2 Do not think the knowledge you presently possess is changeless, absolute truth. Avoid being narrow minded and bound to present views. Learn and practice nonattachment from views in order to be open to receive others’ viewpoints. Truth is found in life and not merely in conceptual knowledge. Be ready to learn throughout your entire life and to observe reality in yourself and in the world at all times.
3 Do not force others, including children, by any means whatsoever, to adopt your views, whether by authority, threat, money, propaganda, or even education. However, through compassionate dialogue, help others renounce fanaticism and narrow-mindedness.
4 Do not avoid suffering or close your eyes before suffering. Do not lose awareness of the existence of suffering in the life of the world. Find ways to be with those who are suffering, including personal contact, visits, images and sounds. By such means, awaken yourself and others to the reality of suffering in the world.
5 Do not accumulate wealth while millions are hungry. Do not take as the aim of your life fame, profit, wealth, or sensual pleasure. Live simply and share time, energy, and material resources with those who are in need.
6 Do not maintain anger or hatred. Learn to penetrate and transform them when they are still seeds in your consciousness. As soon as they arise, turn your attention to your breath in order to see and understand the nature of your hatred.
7 Do not lose yourself in dispersion and in your surroundings. Practice mindful breathing to come back to what is happening in the present moment. Be in touch with what is wondrous, refreshing, and healing both inside and around you. Plant seeds of joy, peace, and understanding in yourself in order to facilitate the work of transformation in the depths of your consciousness.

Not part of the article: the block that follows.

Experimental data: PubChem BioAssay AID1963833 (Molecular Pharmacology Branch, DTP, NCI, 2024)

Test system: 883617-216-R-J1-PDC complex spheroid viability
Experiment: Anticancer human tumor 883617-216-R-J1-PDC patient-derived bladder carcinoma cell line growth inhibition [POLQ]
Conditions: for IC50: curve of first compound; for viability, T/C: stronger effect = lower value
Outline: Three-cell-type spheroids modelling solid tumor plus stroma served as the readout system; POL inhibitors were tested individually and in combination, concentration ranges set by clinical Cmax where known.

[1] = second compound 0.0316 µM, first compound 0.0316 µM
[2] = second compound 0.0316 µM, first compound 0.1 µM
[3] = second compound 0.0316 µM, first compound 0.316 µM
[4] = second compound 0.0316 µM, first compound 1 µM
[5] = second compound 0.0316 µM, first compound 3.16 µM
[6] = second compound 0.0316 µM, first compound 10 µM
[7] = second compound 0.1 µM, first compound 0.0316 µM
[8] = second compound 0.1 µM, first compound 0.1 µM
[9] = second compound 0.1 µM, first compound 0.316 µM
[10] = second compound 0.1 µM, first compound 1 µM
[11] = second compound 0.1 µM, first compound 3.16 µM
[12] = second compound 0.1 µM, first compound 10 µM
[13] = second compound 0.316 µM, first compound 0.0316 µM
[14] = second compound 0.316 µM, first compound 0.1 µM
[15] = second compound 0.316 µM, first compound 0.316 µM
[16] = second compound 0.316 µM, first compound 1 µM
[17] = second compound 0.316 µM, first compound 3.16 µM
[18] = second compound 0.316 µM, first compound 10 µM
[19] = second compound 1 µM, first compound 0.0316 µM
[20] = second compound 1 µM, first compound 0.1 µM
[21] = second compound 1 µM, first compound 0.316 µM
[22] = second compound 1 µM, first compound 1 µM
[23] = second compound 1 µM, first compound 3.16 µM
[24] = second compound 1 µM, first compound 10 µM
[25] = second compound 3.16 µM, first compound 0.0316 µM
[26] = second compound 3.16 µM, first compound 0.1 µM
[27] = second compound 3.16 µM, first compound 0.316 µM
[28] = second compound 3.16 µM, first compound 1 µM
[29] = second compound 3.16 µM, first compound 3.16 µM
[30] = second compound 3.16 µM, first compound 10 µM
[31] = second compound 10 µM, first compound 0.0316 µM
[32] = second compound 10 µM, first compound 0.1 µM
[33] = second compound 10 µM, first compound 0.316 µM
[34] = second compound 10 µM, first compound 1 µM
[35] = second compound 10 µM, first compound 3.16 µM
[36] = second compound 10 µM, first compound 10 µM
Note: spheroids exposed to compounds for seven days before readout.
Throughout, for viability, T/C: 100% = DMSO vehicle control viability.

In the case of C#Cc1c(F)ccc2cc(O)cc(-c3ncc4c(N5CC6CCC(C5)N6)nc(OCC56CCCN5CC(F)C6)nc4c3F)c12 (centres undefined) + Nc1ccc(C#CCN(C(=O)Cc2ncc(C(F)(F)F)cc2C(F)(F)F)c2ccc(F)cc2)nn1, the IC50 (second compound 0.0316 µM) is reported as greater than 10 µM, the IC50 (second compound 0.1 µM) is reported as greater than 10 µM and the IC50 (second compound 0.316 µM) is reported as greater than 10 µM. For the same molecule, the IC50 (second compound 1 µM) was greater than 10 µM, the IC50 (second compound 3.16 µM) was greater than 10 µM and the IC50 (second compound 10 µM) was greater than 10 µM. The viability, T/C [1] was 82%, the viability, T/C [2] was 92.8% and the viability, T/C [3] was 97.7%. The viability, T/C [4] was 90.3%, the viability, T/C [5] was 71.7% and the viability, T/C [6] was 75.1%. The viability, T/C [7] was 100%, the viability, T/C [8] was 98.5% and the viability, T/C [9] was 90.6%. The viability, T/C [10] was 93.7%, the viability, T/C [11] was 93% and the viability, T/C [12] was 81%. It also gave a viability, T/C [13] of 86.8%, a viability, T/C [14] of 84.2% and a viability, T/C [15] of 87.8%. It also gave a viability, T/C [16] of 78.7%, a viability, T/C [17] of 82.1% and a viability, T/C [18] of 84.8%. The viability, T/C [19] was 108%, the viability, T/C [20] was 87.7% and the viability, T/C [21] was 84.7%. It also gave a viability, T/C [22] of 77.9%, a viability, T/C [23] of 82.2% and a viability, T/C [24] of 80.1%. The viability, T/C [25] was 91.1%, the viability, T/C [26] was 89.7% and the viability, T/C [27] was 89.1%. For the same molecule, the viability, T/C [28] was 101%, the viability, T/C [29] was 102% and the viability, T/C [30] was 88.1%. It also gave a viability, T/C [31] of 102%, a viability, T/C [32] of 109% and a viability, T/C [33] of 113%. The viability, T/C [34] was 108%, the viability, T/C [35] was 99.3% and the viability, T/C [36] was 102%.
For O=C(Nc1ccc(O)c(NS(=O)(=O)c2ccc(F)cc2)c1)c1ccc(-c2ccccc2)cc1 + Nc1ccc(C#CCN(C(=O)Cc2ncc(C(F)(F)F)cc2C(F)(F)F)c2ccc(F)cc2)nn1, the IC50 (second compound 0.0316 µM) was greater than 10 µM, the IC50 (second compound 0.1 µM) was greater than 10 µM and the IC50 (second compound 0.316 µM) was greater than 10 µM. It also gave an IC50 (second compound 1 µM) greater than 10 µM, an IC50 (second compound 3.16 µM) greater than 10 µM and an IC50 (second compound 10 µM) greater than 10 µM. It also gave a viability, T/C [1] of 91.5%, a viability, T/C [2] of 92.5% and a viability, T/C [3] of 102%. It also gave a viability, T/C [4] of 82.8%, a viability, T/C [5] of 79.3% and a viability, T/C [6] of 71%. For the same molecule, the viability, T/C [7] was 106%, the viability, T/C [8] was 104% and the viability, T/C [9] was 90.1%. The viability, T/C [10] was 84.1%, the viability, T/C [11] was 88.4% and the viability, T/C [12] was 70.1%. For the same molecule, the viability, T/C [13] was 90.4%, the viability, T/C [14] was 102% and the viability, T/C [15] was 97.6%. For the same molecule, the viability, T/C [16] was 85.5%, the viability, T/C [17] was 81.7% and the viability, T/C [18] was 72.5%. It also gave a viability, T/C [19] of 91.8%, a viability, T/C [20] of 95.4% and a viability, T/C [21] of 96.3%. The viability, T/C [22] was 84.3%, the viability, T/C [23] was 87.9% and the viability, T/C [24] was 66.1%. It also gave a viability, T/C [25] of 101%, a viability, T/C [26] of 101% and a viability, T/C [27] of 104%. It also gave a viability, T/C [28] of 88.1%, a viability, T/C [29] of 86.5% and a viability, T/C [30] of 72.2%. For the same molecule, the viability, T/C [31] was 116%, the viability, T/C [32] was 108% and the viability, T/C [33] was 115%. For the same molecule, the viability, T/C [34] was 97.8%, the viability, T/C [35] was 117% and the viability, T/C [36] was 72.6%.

8 Do not utter words that can create discord and cause the community to break. Make every effort to reconcile and resolve all conflicts, however small.
9 Do not say untruthful things for the sake of personal interest or to impress people. Do not utter words that cause division and hatred. Do not spread news that you do not know to be certain. Do not criticize or condemn things of which you are not sure. Always speak truthfully and constructively. Have the courage to speak out about situations of injustice, even when doing so may threaten your own safety.
10 Do not use the Buddhist community for personal gain or profit, or transform your community into a political party. A religious community, however, should take a clear stand against oppression and injustice and should strive to change the situation without engaging in partisan conflicts.
11 Do not live with a vocation that is harmful to humans and nature. Do not invest in companies that deprive others of their chance to live. Select a vocation that helps realise your ideal of compassion.
12 Do not kill. Do not let others kill. Find whatever means possible to protect life and prevent war.